Is that what it’s come to?Damian wondered. Am I so weary of drawing breath I’m looking to end it all?Perhaps he was.
“Silence,” Conrad commanded. “You go too far. Have you forgotten who I am that you dare speak to me in this manner? Are you trying to make me lose my temper?”
Damian looked away. For all that a shudder ran through him when he contemplated the likely result of Conrad’s losing his temper, he still couldn’t honestly say no, that wasn’t exactly what he was trying to do. He needed something, didn’t he? Needed something drastic and extreme, something strong enough to pull him out of the abyss of grief he’d fallen into. Anything was preferable to what he was feeling now.
“Everything you do concerns me,” Conrad said after a moment, his voice lower but no less intense. “Don’t ever think otherwise. You’re a part of me, Damian, a part of my family, blood of my blood. Nothing will ever change that. And I will always have a say. Always.”
And that, Damian thought, was precisely where the problem lay. It was obvious that what Conrad objected to most of all was the idea of someone else’s “mark” being made visible on Damian’s body—a body Conrad still thought of as belonging to him, however little he wanted anything to do with it anymore.
Yes, the small bits of metal would last for centuries—another of Conrad’s complaints, and far more valid than the rest, in that at least it was true. They were as permanent a reminder of Paul as any Damian could think of, something he would carry with him wherever he went, something he could keep symbolically close to his heart for potentially the rest of his life. But what right had Conrad to rage about that either? None at all. Not when he himself had two living, breathing vampire children to remind him of his last lover. As a bequest, they had no equal. As a memorial, nothing else could come close. Of that Damian had no doubts whatsoever. They were his one saving grace, the only things that made his life worth living…
“A penny for your thoughts,” Conrad said, appearing at Damian’s elbow with two glasses of champagne in hand.
Damian started. As his mind returned to the present, the first thing that struck him was that the same song was playing—whether again or still he didn’t know. Memories washed over him once more and his heart twisted in grief. How was it the years could flash by, while the minutes lagged? Time was cruel, fickle, wearisome. How much more could he bear before it broke him?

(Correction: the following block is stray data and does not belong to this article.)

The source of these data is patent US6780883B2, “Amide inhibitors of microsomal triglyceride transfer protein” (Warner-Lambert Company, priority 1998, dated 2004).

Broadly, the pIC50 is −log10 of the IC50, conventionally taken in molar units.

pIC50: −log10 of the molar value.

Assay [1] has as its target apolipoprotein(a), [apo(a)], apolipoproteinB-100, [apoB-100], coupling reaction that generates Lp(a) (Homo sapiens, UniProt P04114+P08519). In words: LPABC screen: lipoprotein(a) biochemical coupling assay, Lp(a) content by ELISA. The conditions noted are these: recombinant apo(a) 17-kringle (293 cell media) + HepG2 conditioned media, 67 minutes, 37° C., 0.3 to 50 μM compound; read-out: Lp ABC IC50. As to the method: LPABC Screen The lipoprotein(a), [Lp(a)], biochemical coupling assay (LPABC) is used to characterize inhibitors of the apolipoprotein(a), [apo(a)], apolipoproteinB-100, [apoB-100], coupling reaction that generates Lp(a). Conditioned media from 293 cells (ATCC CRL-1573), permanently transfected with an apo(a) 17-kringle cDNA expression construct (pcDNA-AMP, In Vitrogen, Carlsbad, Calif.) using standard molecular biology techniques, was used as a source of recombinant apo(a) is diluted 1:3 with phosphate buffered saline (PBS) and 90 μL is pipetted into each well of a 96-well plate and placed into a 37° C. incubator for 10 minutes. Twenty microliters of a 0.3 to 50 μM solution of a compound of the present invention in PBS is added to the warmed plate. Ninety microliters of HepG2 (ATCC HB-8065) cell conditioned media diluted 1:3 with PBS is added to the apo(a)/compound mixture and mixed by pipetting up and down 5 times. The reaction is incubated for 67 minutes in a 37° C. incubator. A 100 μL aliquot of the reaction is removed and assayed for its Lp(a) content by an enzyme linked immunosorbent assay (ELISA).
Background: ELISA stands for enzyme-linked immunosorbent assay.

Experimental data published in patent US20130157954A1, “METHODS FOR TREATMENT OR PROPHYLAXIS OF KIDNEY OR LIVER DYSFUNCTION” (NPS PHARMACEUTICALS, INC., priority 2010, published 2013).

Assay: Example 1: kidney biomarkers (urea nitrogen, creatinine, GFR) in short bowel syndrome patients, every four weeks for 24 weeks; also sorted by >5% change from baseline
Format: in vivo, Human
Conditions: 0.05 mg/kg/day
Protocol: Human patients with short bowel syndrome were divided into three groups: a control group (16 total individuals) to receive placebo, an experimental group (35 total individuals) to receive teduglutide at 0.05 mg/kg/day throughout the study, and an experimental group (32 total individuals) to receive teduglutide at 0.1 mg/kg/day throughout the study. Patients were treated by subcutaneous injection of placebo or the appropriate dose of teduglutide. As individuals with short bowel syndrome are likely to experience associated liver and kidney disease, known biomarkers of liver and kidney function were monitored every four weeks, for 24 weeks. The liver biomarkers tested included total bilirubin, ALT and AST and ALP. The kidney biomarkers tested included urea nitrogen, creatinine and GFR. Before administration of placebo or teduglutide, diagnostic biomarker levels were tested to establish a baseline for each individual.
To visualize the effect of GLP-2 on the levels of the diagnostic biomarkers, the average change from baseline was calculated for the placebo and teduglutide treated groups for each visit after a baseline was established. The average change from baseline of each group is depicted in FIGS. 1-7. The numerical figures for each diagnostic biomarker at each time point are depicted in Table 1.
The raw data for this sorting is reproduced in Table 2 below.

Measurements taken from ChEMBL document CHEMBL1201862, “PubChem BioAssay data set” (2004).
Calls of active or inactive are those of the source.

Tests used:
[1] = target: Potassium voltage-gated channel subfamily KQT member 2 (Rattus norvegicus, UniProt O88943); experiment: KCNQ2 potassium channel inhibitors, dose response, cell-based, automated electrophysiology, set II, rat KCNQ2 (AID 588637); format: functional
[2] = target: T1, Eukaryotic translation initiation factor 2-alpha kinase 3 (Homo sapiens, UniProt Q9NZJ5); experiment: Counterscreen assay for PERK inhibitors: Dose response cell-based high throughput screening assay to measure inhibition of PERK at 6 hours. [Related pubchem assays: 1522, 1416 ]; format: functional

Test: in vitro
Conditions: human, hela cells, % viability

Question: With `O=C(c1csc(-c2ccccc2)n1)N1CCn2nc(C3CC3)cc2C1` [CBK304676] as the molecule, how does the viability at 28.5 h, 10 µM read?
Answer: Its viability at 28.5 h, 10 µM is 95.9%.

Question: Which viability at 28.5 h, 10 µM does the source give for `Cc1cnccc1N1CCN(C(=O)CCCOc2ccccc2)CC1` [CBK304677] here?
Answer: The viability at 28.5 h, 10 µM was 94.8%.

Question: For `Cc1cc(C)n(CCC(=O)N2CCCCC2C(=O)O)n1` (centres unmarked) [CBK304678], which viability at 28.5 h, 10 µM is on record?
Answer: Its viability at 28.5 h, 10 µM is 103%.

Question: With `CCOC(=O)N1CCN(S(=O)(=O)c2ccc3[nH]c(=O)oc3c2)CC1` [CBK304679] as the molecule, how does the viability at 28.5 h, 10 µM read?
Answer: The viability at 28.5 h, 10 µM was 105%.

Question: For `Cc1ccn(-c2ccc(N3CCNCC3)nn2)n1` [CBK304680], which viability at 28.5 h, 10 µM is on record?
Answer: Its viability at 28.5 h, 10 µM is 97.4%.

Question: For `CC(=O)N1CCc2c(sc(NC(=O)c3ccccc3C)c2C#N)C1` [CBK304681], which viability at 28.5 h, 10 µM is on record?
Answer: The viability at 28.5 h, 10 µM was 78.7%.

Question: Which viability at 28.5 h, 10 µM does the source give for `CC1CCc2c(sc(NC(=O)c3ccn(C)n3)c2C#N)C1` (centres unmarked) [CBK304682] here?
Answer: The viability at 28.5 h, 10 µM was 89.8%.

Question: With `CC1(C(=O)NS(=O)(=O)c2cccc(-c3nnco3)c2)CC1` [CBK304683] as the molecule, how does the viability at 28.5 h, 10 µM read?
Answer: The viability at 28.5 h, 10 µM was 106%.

“What’s wrong? Is one penny not enough? Perhaps you’re holding out for more?”
“What are you talking about?” Damian snapped. “More what?”
Conrad frowned. “Why must you scowl at me in that fashion? I did not invent the phrase and I’m quite sure I used it correctly. If you think I meant to imply your thoughts were not worth very much, I assure you you’re mistaken. I merely intended to inquire what was on your mind.”
Damian sighed. “Of course. I beg your pardon. Your use of the vernacular is exemplary. But I have nothing whatsoever on my mind—not even a penny’s worth.” He waved at the dance floor. “I was merely observing the crowd.”
“Ah.” A pleased smile curved Conrad’s lips. “Getting hungry, are we? Good. I’m pleased to hear your appetite’s returning.”
“No, I’m not particularly hungry.” There was only one taste Damian was craving, and as he had virtually no chance of satisfying that craving… “It all seems somewhat pointless, I’m afraid.”
Conrad’s smile disappeared. “Here,” he said, handing Damian one of the glasses. “Take this, at least. You look as though you could use something.”
“Thank you.” Damian took the glass and looked at it with distaste. Here was something else he’d felt no inclination for in well over a decade. “But I’m not, as they say, in the mood for it.”
“Hold onto it just the same,” Conrad said when Damian attempted to give him back the glass. “You’d do well to keep up appearances.” He studied him for a moment then asked, “Damian…you would tell me if there was anything you needed, wouldn’t you?”
“Of course,” Damian replied dutifully, lying again because what was the point of anything else? The truth wouldn’t do either of them a damn bit of good.